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Reducing long-term welfare dependence

One of the Government’s priority results for Better Public Services is to reduce long-term welfare dependence. The Chief Executive of the Ministry of Social Development is leading work on this result with the support of the Social Sector Board cross-agency group. In February 2015, the Government set the target for this Result area to:

  • By June 2018, a 25 per cent reduction (from 295,000 people in June 2014) in the total number of people receiving main benefits, and an accumulated actuarial release of $13 billion in the long-term cost of benefit dependence.

This target replaces the target set in July 2012 of reducing the number of people continuously receiving Jobseeker Support for more than 12 months by 30 per cent, from 78,000 in April 2012 to 55,000 by June 2017.

People receiving main benefits includes all working age recipients aged 18-64. It includes those receiving: Jobseeker Support – Work Ready; Jobseeker Support – Health Condition and Disability; Sole Parent Support; Supported Living Payment – Health Condition and Disability; Other working age benefit recipients (excluding those receiving Jobseeker Support – Student Hardship).

What we have achieved so far

Since the Better Public Services targets were set in 2012 (and refreshed for Result 1 in December 2014) we have made good progress in reducing welfare dependence. It is important to consider the reduction in welfare dependence not purely as a total number but also as a percentage of the total population, as it shows any reductions in the wider context of New Zealand, and is less subject to skewing due to population changes.

Currently the proportion of the working-age population dependent on welfare is the lowest since 2007 and the number of beneficiaries is at the lowest level it has been since December 2008.

The greatest reduction in welfare dependence has been by sole parents (receiving Sole Parent Support). Initial reductions have been linked to the welfare reforms introduced progressively from 2012, the introduction of more intensive case management, and greater access to employment and training-related supports.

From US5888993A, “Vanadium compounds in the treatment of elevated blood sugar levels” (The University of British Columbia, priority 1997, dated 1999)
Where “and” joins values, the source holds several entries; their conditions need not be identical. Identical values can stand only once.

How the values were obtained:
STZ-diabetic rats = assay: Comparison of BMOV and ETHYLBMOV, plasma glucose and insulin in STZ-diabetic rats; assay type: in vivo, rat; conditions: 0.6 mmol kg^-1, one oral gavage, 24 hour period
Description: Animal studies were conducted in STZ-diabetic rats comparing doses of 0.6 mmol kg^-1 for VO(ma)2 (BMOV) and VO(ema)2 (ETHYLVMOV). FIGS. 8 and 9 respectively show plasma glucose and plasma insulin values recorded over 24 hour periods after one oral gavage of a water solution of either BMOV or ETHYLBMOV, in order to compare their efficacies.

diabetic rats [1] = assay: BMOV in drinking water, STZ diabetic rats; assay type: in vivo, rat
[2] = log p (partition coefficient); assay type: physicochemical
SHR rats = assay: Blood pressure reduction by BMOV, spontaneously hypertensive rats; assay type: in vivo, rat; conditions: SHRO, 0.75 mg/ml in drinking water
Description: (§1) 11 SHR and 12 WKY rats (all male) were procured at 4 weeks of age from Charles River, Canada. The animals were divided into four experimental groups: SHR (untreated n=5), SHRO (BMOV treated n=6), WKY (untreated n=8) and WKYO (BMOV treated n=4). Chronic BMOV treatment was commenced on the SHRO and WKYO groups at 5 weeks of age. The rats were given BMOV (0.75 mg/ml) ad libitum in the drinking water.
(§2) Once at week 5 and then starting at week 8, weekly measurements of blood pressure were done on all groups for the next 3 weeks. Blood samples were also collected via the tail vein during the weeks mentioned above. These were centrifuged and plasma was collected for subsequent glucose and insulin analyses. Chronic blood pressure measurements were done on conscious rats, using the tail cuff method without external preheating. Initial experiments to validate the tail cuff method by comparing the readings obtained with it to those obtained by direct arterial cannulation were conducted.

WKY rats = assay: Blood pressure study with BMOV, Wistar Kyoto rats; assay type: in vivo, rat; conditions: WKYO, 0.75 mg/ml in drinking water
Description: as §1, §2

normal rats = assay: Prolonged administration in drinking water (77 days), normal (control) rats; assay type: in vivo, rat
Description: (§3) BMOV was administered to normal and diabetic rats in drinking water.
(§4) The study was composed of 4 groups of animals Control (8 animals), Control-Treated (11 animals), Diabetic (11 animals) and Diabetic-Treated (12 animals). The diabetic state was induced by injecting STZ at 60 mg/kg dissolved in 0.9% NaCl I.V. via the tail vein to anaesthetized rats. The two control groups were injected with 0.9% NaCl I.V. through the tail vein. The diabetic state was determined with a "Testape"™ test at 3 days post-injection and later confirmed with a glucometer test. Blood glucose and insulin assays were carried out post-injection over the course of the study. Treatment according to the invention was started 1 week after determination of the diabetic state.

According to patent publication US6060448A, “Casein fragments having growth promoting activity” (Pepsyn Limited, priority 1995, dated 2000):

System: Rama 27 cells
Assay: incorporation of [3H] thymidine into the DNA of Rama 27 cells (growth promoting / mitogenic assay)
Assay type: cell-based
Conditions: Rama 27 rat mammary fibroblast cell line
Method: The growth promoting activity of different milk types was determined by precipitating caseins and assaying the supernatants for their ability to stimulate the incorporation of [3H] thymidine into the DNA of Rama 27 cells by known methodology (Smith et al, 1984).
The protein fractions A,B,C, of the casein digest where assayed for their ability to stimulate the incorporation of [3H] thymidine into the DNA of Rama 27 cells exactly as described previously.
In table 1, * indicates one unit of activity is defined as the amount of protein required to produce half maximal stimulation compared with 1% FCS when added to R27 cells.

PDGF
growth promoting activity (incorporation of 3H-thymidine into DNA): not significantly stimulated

In late 2014, the target for Better Public Services Result 1 was expanded to include a target relating to reduction of the long-term cost of benefit dependence: to achieve an accumulated actuarial release of $13 billion by June 2018.

The accumulated actuarial release for the period from 30 June 2014 to March 2017 is $4.7 billion. Welfare reform policy and operational changes have made significant progress towards the Better Public Services Result 1, with the number of beneficiaries falling to the lowest level in eight years. Furthermore, the welfare system’s estimated future cost has reduced by $12 billion since the Better Public Services targets were introduced in 2012.

The beneficiary count and actuarial release forecasts are sensitive to economic conditions, population and demographic changes, and Ministry of Social Development’s performance in supporting clients into sustainable employment.

Why this result is important

We have made good progress, with the number of beneficiaries now at its lowest level since 2007. Sole parents and registered jobseekers have had the greatest success in entering the workforce.

However, we still have work to do. This is why we have set a target to reduce the number of working-age people on benefits by 25% and achieve an accumulated actuarial release of $13 billion by June 2018.

Over $7 billion a year is spent on benefits for working-age people, and more than 112,000 New Zealanders have spent at least five of the last 10 years on a benefit. Being out of paid work and on a benefit long-term can lead to poverty, social isolation and deteriorating overall health.

Children growing up in benefit dependent homes are more likely to experience negative outcomes, such as poorer educational achievement and ending up on a benefit themselves. This is why a large focus for us is on tackling intergenerational welfare dependency.

What we are doing to reduce long-term welfare dependence

We have three overarching strategies for supporting people off benefits and into paid work to reduce long-term welfare dependence:

  • We will invest in known effective employment interventions for high-liability clients
  • We will trial new interventions where there are no known effective interventions
  • We will continue to improve business-as-usual activities.